from the questioning-authority dept.
The L.A. Times has the story of Yaffa Yarkoni, a 77-year-old Israeli singer well-known for her renditions of patriotic songs. Interviewed on radio shortly after she viewed images of the destruction in Jenin, Yarkoni criticized the West Bank incursion, likening Israeli actions to that of the Nazis during World War II. “We are a people who have been through the Holocaust. How are we capable of doing these things?” In response, the Israeli performing artists’ union cancelled a scheduled tribute to Yarkoni, her own performances have been cancelled, and she reportedly has received so much hate mail and so many angry phone calls that she now fears to appear in public.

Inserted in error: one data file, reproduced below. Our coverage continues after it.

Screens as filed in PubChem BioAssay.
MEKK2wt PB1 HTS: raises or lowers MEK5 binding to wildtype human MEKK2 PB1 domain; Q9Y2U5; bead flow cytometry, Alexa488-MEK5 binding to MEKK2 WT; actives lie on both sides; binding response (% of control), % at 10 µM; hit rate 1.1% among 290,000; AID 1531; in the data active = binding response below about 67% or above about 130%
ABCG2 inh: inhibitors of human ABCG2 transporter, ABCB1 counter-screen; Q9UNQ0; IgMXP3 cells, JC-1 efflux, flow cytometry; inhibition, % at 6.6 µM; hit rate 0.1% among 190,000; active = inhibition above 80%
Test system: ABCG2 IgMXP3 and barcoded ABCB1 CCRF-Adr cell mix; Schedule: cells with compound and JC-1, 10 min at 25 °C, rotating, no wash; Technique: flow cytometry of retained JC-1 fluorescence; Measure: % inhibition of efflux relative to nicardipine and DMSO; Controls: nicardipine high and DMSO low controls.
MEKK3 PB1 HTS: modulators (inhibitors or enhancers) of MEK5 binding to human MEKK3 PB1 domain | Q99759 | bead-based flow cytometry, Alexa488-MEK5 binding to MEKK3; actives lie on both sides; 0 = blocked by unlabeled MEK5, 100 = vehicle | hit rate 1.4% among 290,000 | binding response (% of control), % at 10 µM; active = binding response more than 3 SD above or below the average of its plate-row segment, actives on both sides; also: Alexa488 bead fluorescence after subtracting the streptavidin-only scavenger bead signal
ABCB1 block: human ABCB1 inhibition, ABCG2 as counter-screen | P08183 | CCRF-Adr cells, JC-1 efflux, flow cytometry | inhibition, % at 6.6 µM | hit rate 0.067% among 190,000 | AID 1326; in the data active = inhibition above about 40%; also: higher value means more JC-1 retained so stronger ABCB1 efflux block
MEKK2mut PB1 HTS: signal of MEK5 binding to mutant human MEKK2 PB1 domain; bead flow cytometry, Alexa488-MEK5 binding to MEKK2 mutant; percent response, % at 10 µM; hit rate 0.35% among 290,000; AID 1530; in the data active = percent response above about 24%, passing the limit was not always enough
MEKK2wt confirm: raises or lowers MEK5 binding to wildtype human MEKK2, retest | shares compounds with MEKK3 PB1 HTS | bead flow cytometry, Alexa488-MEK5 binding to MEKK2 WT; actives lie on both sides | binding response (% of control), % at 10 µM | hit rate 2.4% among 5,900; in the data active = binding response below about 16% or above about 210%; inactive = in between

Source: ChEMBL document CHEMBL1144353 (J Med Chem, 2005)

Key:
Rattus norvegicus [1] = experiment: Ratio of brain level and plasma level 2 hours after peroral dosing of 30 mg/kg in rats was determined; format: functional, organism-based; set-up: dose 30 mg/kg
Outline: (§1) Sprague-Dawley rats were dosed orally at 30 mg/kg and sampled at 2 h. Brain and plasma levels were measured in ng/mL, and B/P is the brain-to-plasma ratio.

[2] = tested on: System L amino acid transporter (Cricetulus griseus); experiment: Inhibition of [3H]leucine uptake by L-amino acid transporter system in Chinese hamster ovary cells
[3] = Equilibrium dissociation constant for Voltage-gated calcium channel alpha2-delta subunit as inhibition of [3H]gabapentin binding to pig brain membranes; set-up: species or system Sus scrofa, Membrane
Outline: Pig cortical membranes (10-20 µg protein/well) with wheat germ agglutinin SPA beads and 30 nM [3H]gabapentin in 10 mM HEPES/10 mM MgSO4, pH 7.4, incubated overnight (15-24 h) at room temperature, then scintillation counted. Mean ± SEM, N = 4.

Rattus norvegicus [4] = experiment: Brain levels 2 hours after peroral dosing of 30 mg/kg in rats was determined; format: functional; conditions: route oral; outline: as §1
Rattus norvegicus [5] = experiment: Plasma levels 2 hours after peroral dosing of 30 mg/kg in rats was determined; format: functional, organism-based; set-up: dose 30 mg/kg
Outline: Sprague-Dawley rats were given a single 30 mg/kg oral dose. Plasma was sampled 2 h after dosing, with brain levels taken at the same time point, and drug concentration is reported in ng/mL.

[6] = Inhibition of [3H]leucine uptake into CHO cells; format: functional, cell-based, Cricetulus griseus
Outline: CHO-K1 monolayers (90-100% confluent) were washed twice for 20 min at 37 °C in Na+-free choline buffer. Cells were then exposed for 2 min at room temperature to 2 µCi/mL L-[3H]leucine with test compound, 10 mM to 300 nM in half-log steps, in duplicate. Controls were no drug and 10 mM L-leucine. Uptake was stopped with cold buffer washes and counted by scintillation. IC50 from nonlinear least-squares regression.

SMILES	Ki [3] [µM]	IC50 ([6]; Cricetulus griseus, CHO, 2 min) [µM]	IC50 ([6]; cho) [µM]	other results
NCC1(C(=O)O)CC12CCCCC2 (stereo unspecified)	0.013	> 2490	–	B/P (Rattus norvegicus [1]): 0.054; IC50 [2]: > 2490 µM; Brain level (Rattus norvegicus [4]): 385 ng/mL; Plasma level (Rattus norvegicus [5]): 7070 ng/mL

from the get-your-obituaries-here dept.
From The Observer comes a review of Who’s Who in Hell, journalist Robert Chalmers’ new novel that focuses on the adventures of newspaper obituary writers. Or something like that; I got a bit lost part way through the review. But it still sounds fun.
from the convenient-labels,-pesky-facts dept.
Rabbi Michael Lerner, a leader of the Tikkun community, has an excellent opinion piece in today’s L.A. Times: Israel’s Jewish Critics Aren’t ‘Self-Hating’.
from the just-like-the-last-gulf-war,-only-better dept.
The New York Times (via the Financial Times) has a story outlining likely scenarios for dubya’s upcoming Gulf War: The Motion Picture. Originally the plan had been to launch the war this fall, but now the big thinkers have pushed the war’s debut back to early 2003, with the extra months being used to wrap up that pesky Israeli-Palestinian plot line.
from the bragging-or-complaining? dept.